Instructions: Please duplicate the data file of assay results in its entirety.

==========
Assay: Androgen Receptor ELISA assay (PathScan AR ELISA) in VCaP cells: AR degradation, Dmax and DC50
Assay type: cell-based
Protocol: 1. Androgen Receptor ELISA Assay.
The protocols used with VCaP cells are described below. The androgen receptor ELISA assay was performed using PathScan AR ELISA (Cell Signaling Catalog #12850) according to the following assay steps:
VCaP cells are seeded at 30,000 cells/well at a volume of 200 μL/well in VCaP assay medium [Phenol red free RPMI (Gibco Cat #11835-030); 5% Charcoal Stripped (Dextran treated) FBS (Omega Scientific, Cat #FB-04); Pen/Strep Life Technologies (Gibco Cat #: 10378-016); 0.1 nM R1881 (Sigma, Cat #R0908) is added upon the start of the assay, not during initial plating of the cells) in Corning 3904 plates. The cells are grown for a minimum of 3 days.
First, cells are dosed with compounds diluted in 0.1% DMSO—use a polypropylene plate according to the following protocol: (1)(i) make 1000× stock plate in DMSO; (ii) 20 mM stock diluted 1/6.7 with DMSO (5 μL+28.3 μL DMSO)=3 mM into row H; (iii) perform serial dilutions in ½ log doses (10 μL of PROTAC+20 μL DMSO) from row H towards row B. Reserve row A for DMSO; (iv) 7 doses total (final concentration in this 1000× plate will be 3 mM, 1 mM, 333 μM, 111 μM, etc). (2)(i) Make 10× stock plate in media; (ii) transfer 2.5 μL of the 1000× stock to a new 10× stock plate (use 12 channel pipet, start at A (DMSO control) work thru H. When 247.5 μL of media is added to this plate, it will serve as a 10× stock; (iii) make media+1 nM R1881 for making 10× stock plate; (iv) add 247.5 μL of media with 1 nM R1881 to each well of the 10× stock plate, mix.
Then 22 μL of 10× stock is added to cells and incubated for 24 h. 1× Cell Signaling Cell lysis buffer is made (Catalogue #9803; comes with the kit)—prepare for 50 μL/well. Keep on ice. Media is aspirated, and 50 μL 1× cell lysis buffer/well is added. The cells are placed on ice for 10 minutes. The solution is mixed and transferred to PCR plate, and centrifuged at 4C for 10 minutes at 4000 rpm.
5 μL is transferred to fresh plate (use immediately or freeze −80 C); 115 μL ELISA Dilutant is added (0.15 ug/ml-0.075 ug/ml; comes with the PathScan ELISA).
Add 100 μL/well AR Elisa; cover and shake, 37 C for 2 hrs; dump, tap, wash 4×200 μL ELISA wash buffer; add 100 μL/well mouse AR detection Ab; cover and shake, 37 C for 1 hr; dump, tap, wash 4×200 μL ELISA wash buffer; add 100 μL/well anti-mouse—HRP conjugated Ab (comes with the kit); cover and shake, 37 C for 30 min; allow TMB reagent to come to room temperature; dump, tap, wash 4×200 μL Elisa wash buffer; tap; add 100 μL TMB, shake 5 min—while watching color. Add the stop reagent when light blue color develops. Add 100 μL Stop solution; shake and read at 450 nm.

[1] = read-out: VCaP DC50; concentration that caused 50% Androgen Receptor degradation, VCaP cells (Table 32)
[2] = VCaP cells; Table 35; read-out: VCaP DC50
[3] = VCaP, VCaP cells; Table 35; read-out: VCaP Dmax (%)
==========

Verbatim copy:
Assay: Androgen Receptor ELISA assay (PathScan AR ELISA) in VCaP cells: AR degradation, Dmax and DC50
Assay type: cell-based
Protocol: 1. Androgen Receptor ELISA Assay.
The protocols used with VCaP cells are described below. The androgen receptor ELISA assay was performed using PathScan AR ELISA (Cell Signaling Catalog #12850) according to the following assay steps:
VCaP cells are seeded at 30,000 cells/well at a volume of 200 μL/well in VCaP assay medium [Phenol red free RPMI (Gibco Cat #11835-030); 5% Charcoal Stripped (Dextran treated) FBS (Omega Scientific, Cat #FB-04); Pen/Strep Life Technologies (Gibco Cat #: 10378-016); 0.1 nM R1881 (Sigma, Cat #R0908) is added upon the start of the assay, not during initial plating of the cells) in Corning 3904 plates. The cells are grown for a minimum of 3 days.
First, cells are dosed with compounds diluted in 0.1% DMSO—use a polypropylene plate according to the following protocol: (1)(i) make 1000× stock plate in DMSO; (ii) 20 mM stock diluted 1/6.7 with DMSO (5 μL+28.3 μL DMSO)=3 mM into row H; (iii) perform serial dilutions in ½ log doses (10 μL of PROTAC+20 μL DMSO) from row H towards row B. Reserve row A for DMSO; (iv) 7 doses total (final concentration in this 1000× plate will be 3 mM, 1 mM, 333 μM, 111 μM, etc). (2)(i) Make 10× stock plate in media; (ii) transfer 2.5 μL of the 1000× stock to a new 10× stock plate (use 12 channel pipet, start at A (DMSO control) work thru H. When 247.5 μL of media is added to this plate, it will serve as a 10× stock; (iii) make media+1 nM R1881 for making 10× stock plate; (iv) add 247.5 μL of media with 1 nM R1881 to each well of the 10× stock plate, mix.
Then 22 μL of 10× stock is added to cells and incubated for 24 h. 1× Cell Signaling Cell lysis buffer is made (Catalogue #9803; comes with the kit)—prepare for 50 μL/well. Keep on ice. Media is aspirated, and 50 μL 1× cell lysis buffer/well is added. The cells are placed on ice for 10 minutes. The solution is mixed and transferred to PCR plate, and centrifuged at 4C for 10 minutes at 4000 rpm.
5 μL is transferred to fresh plate (use immediately or freeze −80 C); 115 μL ELISA Dilutant is added (0.15 ug/ml-0.075 ug/ml; comes with the PathScan ELISA).
Add 100 μL/well AR Elisa; cover and shake, 37 C for 2 hrs; dump, tap, wash 4×200 μL ELISA wash buffer; add 100 μL/well mouse AR detection Ab; cover and shake, 37 C for 1 hr; dump, tap, wash 4×200 μL ELISA wash buffer; add 100 μL/well anti-mouse—HRP conjugated Ab (comes with the kit); cover and shake, 37 C for 30 min; allow TMB reagent to come to room temperature; dump, tap, wash 4×200 μL Elisa wash buffer; tap; add 100 μL TMB, shake 5 min—while watching color. Add the stop reagent when light blue color develops. Add 100 μL Stop solution; shake and read at 450 nm.

[1] = read-out: VCaP DC50; concentration that caused 50% Androgen Receptor degradation, VCaP cells (Table 32)
[2] = VCaP cells; Table 35; read-out: VCaP DC50
[3] = VCaP, VCaP cells; Table 35; read-out: VCaP Dmax (%)